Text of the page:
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Using Locking

Substance D allows you to lock content resources programmatically. When a resource is locked, its UI can change to indicate that it cannot be edited by someone other than the user holding the lock.

Locking a resource only locks the resource, not its children. The locking system is not recursive at this time.

Locking a Resource

To lock a resource:

from substanced.locking import lock_resource
from pyramid.security import has_permission

if has_permission('sdi.lock', someresource, request):
    lock_resource(someresource, request.user, timeout=3600)

If the resource is already locked by the owner supplied as owner_or_ownerid (the parameter filled by request.user above), calling this function will refresh the lock. If the resource is not already locked by another user, calling this function will create a new lock. If the resource is already locked by a different user, a substanced.locking.LockError will be raised.

Using the substanced.locking.lock_resource() function has the side effect of creating a "Lock Service" (named locks) in the Substance D root if one does not already exist.

Warning

Callers should assert that the owner has the sdi.lock permission against the resource before calling lock_resource() to ensure that a user can't lock a resource he is not permitted to.

Unlocking a Resource

To unlock a resource:

from substanced.locking import unlock_resource
from pyramid.security import has_permission

if has_permission('sdi.lock', someresource, request):
    unlock_resource(someresource, request.user)

If the resource is already locked by a user other than the owner supplied as owner_or_ownerid (the parameter filled by request.user above) or the resource isn't already locked with this lock type, calling this function will raise a substanced.locking.UnlockError exception. Otherwise the lock will be removed.

Using the substanced.locking.unlock_resource() function has the side effect of creating a "Lock Service" (named locks) in the Substance D root if one does not already exist.

Warning

Callers should assert that the owner has the sdi.lock permission against the resource before calling unlock_resource() to ensure that a user can't lock a resource he is not permitted to.

To unlock a resource using an explicit lock token:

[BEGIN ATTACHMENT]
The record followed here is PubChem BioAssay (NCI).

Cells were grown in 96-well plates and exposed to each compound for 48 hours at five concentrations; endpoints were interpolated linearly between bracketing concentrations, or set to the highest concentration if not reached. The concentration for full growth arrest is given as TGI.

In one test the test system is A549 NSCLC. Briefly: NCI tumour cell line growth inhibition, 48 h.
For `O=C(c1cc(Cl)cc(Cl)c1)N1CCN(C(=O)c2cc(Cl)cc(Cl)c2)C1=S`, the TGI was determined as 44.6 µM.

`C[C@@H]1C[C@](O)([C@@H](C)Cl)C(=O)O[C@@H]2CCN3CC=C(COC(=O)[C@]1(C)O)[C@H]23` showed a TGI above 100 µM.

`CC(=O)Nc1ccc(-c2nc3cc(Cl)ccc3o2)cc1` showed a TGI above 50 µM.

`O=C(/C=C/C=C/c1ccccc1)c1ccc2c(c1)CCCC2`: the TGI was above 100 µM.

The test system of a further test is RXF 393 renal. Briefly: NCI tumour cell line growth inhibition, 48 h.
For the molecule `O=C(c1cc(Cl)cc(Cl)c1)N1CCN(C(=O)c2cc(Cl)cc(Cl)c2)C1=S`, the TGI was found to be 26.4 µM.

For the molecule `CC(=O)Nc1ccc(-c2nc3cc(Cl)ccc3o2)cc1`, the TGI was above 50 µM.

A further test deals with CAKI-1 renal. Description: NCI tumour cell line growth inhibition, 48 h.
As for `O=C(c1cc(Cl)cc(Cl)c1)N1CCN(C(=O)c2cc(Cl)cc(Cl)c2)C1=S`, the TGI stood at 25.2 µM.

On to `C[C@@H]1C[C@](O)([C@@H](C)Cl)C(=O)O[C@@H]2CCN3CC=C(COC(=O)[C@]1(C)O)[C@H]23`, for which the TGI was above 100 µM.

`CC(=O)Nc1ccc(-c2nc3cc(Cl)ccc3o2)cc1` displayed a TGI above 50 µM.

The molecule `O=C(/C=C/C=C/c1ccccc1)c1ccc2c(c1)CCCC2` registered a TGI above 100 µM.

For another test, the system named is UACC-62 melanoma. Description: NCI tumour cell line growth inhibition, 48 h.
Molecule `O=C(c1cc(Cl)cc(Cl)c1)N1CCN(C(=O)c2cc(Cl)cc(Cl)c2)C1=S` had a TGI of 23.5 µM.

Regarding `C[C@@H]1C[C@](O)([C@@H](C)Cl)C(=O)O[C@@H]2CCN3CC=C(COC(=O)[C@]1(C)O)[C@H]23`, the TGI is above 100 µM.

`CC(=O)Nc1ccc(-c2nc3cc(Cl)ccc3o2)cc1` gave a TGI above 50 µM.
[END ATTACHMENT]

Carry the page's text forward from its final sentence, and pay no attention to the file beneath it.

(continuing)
from substanced.locking import unlock_token
from pyramid.security import has_permission

if has_permission('sdi.lock', someresource, request):
    unlock_token(someresource, token, request.user)

If the lock identified by token belongs to a user other than the owner supplied as owner_or_ownerid (the parameter filled by request.user above) or if no lock exists under token , calling this function will raise a substanced.locking.LockError exception. Otherwise the lock will be removed.

Using the substanced.locking.unlock_token() function has the side effect of creating a "Lock Service" (named locks) in the Substance D root if one does not already exist.

Warning

Callers should assert that the owner has the sdi.lock permission against the resource before calling unlock_token() to ensure that a user can't lock a resource he is not permitted to.

Discovering Existing Locks

To discover any existing locks for a resource:

from substanced.locking import discover_resource_locks

locks = discover_resource_locks(someresource)
# "locks" will be a sequence

The substanced.locking.discover_resource_locks() function will return a sequence of substanced.locking.Lock objects related to the resource for the lock type provided to the function. By default, only valid locks are returned. Invalid locks for the resource may exist, but they are not returned unless the include_invalid argument passed to :discover_resource_locks() is True.

Under normal circumstances, the length of the sequence returned will be either 0 (if there are no locks) or 1 (if there is any lock). In some special circumstances, however, when the substanced.locking.lock_resource() API is not used to create locks, there may be more than one lock related to a resource of the same type.

By default, the discover_resource_locks API returns locks for the provided object, plus locks on any object in its lineage. To suppress this default, pass include_lineage=False, e.g.:

locks = discover_resource_locks(someresource)
# "locks" will be only those set on 'someresource'

In some applications, the important thing is to ensure that a particular user could lock a resource before updating it (e.g., from a browser view on a property sheet). The :could_lock_resource() API is designed for these cases: if the supplied userid could not lock the resource, it raises a substanced.locking.LockError exception:

from substanced.locking import could_lock_resource, LockError

try:
    could_lock_resource(someresource, request.user)
except LockError as e:
    raise FormError('locked by "%s"' % e.lock.owner.__name__)

Viewing The Lock Service

Once some locks have been created, a lock service will have been created. The lock service is an object named locks in the Substance D root.

You can use the SDI UI of this locks service to delete and edit existing locks. It's a good idea to periodically use the "Delete Expired" button in this UI to clear out any existing expired locks that were orphaned by buggy or interrupted clients.